Have we got minimalism all wrong?
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(Credit: illustration by María Medem)
'Less is more' is a familiar refrain recently – but in fact it's an idea that goes back 2,500 years. Beverley D'Silva explores outer order, inner calm – and why simplicity may help make us happy.

Minimalism seems to be everywhere these days. For something that's all about reduction and "less is more", there's an awful lot of it about. The term is now applied to innumerable philosophies, products or lifestyle choices, from a light-fitting design to the goal of owning fewer possessions or – the ultimate pared-down minimalism – monk-like asceticism. The definitions are broad. Is it a profound philosophy, intended to make us reflect on the damage we're doing to the planet, like the artist Michael Landy's 2001 seminal project Break Down, in which he destroyed all his worldly goods? Or is it just about objects – what we own and what we discard – at the level of Marie Kondo, empress of organising, whose concept of "sparking joy" through what we have around us has resonated to the tune of 11 million books sold on her Kon-Mari method.

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Kondo is part of a new army who have marched on to the popular stage in the past decade banging the minimalism drum. With her are Joshua Fields Millburn and Ryan Nicodemus, aka The Minimalists, who have made the study of material goods we own – and why – their life's work. In 2009, the boyhood friends saw the light that minimalism could shine on their stressed, high-earning executive lives, and the accumulation of possessions they admit acted as a distraction from their deep unhappiness and discontent. "I was chasing the American dream," says Nicodemus, "until I realised it wasn't my dream".

Minimalists argue that living with less enables us to make room for more freedom and contentment (Credit: Alamy)

Minimalists argue that living with less enables us to make room for more freedom and contentment (Credit: Alamy)

Bitten by the minimalism bug, they decluttered and jettisoned 90% of their possessions, sparking joy – and new careers – via their successful blogs, books and TV series. Their new Netflix series, Less Is Now, is an entertaining take on their personal stories and a calling to the cause, interspersed with expert insights, such as Annie Leonard of Greenpeace USA, who notes "corporations and the drive for profit are absolutely behind the addictions to stuff we have", and puts retail therapy's exponential growth down to people having "lost other ways of having a community, a purpose, an identity". Erwin McManus, founder of a "megachurch" in Los Angeles, meanwhile, has a spiritual take on it: "The lessons of minimalism are so powerful [because] we're binging on all the wrong things and dying of hunger for the things that matter," he says.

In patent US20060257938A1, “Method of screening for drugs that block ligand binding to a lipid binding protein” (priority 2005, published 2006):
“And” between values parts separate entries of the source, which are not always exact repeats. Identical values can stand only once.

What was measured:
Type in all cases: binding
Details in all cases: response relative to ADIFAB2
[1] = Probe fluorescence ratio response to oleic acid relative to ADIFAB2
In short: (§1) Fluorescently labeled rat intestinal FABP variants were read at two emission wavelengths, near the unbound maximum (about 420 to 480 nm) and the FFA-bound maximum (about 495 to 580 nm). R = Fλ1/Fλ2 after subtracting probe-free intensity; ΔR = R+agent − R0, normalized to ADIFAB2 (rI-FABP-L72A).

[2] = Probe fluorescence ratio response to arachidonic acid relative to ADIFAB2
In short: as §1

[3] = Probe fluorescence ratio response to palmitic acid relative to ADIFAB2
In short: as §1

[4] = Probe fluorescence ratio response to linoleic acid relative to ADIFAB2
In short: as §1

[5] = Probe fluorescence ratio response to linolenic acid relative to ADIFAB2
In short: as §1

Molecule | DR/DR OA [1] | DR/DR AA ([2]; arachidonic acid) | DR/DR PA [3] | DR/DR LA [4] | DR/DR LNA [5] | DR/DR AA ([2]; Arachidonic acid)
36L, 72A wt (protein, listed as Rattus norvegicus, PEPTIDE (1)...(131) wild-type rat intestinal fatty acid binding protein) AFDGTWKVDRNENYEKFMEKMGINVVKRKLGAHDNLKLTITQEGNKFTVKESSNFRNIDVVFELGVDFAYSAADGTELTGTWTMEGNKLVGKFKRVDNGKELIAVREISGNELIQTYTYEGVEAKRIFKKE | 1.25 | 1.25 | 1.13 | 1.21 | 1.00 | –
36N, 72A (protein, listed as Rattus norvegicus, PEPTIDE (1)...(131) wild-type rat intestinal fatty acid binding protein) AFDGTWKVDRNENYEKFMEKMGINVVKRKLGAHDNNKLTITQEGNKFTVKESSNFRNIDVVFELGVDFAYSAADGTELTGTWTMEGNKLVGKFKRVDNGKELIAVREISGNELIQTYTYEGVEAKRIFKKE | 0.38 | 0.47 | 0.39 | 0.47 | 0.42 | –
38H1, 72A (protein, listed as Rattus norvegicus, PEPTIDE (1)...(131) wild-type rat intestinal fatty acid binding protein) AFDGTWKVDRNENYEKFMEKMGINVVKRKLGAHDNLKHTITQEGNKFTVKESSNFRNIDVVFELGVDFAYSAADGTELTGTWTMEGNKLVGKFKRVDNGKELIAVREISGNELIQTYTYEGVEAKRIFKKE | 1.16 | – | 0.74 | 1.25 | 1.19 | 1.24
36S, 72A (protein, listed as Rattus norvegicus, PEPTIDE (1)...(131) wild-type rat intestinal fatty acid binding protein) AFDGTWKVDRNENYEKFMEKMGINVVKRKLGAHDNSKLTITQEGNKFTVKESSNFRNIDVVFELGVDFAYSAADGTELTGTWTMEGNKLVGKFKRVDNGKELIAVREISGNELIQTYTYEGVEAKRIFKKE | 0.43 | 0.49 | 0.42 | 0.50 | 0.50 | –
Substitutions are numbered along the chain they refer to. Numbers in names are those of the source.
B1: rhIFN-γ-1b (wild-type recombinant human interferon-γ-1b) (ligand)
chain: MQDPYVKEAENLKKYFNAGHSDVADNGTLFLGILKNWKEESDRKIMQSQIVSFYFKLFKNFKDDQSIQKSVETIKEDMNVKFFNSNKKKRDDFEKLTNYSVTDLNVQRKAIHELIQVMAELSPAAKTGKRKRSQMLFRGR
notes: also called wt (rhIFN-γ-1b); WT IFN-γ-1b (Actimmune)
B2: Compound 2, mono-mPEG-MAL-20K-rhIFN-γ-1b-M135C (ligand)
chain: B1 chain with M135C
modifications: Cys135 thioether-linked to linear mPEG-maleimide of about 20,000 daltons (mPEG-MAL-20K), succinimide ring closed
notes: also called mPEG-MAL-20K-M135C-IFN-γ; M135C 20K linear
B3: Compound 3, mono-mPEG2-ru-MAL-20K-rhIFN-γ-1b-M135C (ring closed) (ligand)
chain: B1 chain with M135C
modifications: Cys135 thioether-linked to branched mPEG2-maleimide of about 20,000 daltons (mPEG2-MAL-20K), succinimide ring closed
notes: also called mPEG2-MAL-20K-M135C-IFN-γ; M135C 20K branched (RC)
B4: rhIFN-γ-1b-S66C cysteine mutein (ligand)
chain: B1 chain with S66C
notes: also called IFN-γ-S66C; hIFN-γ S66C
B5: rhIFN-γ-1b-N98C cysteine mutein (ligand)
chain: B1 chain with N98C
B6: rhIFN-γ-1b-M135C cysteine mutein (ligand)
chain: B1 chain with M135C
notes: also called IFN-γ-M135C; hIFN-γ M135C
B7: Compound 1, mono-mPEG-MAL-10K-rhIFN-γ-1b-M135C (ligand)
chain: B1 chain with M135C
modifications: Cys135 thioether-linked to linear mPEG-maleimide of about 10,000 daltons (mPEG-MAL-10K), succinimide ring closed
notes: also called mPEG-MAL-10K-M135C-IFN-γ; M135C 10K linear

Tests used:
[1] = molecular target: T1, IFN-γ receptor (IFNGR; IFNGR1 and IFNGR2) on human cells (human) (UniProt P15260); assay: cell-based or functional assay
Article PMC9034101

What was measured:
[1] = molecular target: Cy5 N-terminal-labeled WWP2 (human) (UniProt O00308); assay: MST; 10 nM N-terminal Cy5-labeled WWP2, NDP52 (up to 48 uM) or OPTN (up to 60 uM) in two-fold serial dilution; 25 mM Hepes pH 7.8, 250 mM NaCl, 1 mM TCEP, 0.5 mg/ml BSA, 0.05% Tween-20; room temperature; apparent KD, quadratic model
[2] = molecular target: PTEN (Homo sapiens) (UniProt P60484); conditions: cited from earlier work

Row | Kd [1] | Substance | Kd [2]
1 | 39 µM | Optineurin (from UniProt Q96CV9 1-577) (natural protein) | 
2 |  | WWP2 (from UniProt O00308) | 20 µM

We focus on making room for more – time, peace, creativity, experiences, contentment, freedom – The Minimalists

Critics point to the irony of The Minimalists' output, that it adds to the mountain of stuff – they have reached 20 million people, they say. But Millburn Fields and Nicodemus seem to genuinely believe in their mission to help "people to live meaningful lives with less". Their new book Love People, Use Things: Because the Opposite Never Works, defines their message, they say, and while decluttering is good, it's not all about having less: "We focus on making room for more – time, peace, creativity, experiences, contentment, freedom."

No wonder minimalism is a growth industry; the "stuff" mountain is getting bigger: the average US household owns 300,000 items; and additional storage space is real estate's most active growth area. Reacting against this is the "tiny house" movement; homes that are usually 40 sq m or less and are often self-built, reflecting a growing desire for reduced living costs and greater simplicity and freedom. The movement began in the US, and is gradually catching on elsewhere.

The meaning of minimalism from the art world signifies new beginnings, not necessarily a void of less

Kyle Chayka is the author of The Longing for Less: Living with Minimalism. With a background in art criticism, Chayka, who lives in New York, sees minimalism as having a deeper meaning and history than is generally recognised – one from the art world that signifies new beginnings, not necessarily a void of less. His 2020 book focuses on these origins and the 1960s cultural figures from which the movement takes its name: "Minimalism with a capital M", as he puts it. Fine artists like Donald Judd, Dan Flavin, Agnes Martin; musical composers such as John Cage, Philip Glass and Julius Eastman; and the designers, writers, architects and artists to whom the label has been applied. 

"Where minimalism started in the art world was about finding beauty in unexpected things, such as in industrial materials, something that was previously ignored, and finding worth in them – not creating something that was totally blank and empty," Chayka tells BBC Culture. "Throwing out all your stuff and earning less might seem to be a rebellion against consumerism, but it also becomes an orthodoxy again [when you have to] buy the right new things and follow the right austere aesthetic."

He is unhappy about "this style some people have embraced of having just nothing and white walls and floors, it just becomes oppressive… like a new orthodoxy of total emptiness". He adds: "That concept of overlooked things is a big part of minimalism, which doesn't often happen now –  it's 'Oh, I want to buy this Instagram sweater because it's minimalist'… that's not about looking at anything differently." Instagram is a big driver in minimalism's increasing popularity, he says: "The way it presents images and the blank white space is well suited to minimalist aesthetics." His next book, on "digital minimalism", will explore these ideas further.